There is an area of public policy where I think Representative Paul Ryan, the conservative Republican who heads the House Ways and Means Committee, and I may agree, or at least where I think he is speaking a truth that comports with my understanding of biblical truth.

When he says that we need to widen the tax base so that more income is taxed–and admits that much income that currently is not subject to tax belongs to the richest Americans–I applaud. This principle of widening the base from the top down–it is a clear principle for Ryan–lines up well with my belief that, in tithing to support the work of God, all my income be included in the calculation.

What I mean is that I tithe on my gross not my net. Theologically, the principle for me is that I tithe to God before I give to the government, not after. God comes first, then the government–so I tithe even on the portion of my income that the government claims in taxes.

In terms of tax policy, what Representative Ryan is saying is that all income is subject to tax because no source of income is so special that it should be exempt. He might not put it this way, but I understand him to mean that we all have responsibility to maintain our government.

And it is interesting that his proposal has the highest incomes taxed at a 25% rate and the rest of us pay at 10%–the biblical tithe rate. He says this can be done and the result will be tax reform without raising taxes. We may part company on the question of increased revenue, because I think there are some needs we are not meeting adequately.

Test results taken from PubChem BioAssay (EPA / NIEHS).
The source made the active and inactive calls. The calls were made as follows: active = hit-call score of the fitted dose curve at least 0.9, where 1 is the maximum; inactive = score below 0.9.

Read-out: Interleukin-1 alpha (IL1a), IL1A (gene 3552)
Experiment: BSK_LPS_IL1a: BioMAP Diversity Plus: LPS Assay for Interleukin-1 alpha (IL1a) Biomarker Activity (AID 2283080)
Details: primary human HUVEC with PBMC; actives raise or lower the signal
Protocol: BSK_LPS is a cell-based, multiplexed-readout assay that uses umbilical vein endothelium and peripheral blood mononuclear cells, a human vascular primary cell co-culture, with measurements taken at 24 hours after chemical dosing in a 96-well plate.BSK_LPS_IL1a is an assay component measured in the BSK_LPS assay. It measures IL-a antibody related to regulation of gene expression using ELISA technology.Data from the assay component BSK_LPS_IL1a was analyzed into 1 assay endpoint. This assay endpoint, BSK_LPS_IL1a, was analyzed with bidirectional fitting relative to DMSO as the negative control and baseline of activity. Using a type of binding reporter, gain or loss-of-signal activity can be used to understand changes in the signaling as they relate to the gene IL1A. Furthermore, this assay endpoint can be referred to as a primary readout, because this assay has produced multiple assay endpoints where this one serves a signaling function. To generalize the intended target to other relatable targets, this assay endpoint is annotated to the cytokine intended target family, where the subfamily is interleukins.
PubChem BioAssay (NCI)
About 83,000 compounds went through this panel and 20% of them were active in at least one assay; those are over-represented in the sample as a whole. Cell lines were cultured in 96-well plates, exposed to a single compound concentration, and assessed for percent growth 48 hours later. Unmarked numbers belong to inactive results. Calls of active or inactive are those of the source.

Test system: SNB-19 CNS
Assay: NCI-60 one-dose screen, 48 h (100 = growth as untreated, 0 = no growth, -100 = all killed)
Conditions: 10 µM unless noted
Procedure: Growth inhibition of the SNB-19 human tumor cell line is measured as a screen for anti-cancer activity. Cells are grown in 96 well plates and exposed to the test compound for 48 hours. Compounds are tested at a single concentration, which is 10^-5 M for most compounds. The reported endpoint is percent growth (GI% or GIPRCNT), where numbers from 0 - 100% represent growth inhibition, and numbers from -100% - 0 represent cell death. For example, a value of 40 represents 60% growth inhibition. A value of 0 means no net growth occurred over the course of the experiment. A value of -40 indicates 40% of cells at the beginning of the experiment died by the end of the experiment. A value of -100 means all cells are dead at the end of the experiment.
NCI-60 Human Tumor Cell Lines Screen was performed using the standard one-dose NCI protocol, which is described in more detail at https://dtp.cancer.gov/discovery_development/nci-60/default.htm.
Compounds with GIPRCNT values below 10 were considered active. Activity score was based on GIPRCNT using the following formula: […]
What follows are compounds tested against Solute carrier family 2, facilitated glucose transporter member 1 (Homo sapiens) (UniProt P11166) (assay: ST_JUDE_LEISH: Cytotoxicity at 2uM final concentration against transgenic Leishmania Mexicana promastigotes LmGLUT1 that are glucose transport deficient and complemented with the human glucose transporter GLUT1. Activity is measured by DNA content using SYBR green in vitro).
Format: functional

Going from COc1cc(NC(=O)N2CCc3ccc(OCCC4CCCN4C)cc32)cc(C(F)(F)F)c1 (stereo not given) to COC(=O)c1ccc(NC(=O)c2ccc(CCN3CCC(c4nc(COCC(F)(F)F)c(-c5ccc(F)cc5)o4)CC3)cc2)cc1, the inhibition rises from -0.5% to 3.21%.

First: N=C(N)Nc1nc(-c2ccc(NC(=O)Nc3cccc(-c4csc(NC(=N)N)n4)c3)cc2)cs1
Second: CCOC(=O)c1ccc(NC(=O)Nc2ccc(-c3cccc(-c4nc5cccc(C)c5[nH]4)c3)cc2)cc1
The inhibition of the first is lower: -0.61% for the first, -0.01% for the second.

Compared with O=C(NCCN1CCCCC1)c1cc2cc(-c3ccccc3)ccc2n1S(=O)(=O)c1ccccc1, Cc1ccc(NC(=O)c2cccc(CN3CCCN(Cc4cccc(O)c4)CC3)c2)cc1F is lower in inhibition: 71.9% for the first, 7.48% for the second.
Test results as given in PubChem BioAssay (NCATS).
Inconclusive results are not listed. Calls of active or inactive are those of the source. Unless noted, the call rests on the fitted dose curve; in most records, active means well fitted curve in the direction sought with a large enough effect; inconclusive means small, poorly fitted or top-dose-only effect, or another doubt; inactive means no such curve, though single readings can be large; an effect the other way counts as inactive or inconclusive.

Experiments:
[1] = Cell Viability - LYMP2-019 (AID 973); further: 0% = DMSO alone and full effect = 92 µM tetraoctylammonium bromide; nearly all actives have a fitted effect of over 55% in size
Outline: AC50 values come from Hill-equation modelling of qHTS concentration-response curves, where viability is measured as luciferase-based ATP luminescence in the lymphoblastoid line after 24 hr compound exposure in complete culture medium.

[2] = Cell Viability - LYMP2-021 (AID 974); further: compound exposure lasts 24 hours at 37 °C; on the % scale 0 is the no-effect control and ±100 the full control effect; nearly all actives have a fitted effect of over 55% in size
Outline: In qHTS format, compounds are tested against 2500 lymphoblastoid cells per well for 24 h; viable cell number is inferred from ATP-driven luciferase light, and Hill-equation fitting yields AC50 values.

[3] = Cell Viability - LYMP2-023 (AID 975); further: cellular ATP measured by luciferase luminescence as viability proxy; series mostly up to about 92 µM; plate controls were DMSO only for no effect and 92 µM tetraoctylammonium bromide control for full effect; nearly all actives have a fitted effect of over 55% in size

But I really want us to get our fiscal house in order, and think his proposal provides an opportunity to move forward. I hope he can find some colleagues, on his side as well as the other side, to join in the conversation. And make something happen.

C. L. Ermini and Rene Harvey sent me a link to a YouTube video that includes their son Tyree. I love this family (including Shianne) so I watched the video. It was great to see Tyree, singing and dancing with the other students. The video is entitled, “Spread the Word to End the Word!”

And the message is beautiful and true: don’t use the R Word.

No, not Republican . . . silly. That is a good word (even when we disagree).

The R Word is RETARDED. That is an ugly word. That word hurts people. It is an old word, that is still used. We need to stop it. Now.

The kids at Gates Elementary in Chesterfield County know this, and they teach us well.

I promise you that you will be inspired and you will have your spirits raised if you watch. Here it is . . . .

I appreciate much about various new technologies. I am well “synched”with my wonderful iPhone. I love texting, including sending prayers to church members (what I call “prxting”). Face Time with my granddaughter Juna every week is a major high point.  I use email a lot–from my PC and my phone. I Skype with my daughter in Mexico and church colleagues from all over. I tweet a few times a week.

So why I am feeling so overwhelmed by requests to join various online communities–LGBT groups, MCC groups, political groups, theology groups, etc.–on Facebook (which I also enjoy) and Linked In? And others I cannot even remember right now.

The simple answer is time. I don’t have enough hours in the day to juggle all this.

And yet there is something compelling about these new ways to maintain and build connection with people about whom I care, creating alliances with people whose values I share and with whom I can participate in creating a new and better world.

I am a pretty good multi-tasker, so I continue to engage some of this online community demand, but not nearly enough to receive much benefit. Frankly, at the moment, I am mostly showing the flag now and again–just to be sure I am not forgotten.

Obviously, what is needed is some prioritizing. But then that’s always my need. I cannot remember when I did not have too much to do.

So, as in many other things, now is the time for some prayer. Help me, God, to discern what You would have me do.

Sometimes, the old ways, the old media, is what your really need–prayer is irreplaceable as the tool to maintain and strengthen the ultimate network, being in full contact with God.